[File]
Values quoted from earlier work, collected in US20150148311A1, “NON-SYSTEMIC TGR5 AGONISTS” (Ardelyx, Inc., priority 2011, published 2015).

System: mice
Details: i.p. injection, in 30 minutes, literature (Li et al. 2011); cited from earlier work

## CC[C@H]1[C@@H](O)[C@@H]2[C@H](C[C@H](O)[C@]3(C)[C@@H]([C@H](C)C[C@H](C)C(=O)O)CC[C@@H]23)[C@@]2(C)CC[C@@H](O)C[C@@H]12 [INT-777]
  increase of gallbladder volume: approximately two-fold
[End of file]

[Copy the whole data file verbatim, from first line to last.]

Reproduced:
Values quoted from earlier work, collected in US20150148311A1, “NON-SYSTEMIC TGR5 AGONISTS” (Ardelyx, Inc., priority 2011, published 2015).

System: mice
Details: i.p. injection, in 30 minutes, literature (Li et al. 2011); cited from earlier work

## CC[C@H]1[C@@H](O)[C@@H]2[C@H](C[C@H](O)[C@]3(C)[C@@H]([C@H](C)C[C@H](C)C(=O)O)CC[C@@H]23)[C@@]2(C)CC[C@@H](O)C[C@@H]12 [INT-777]
  increase of gallbladder volume: approximately two-fold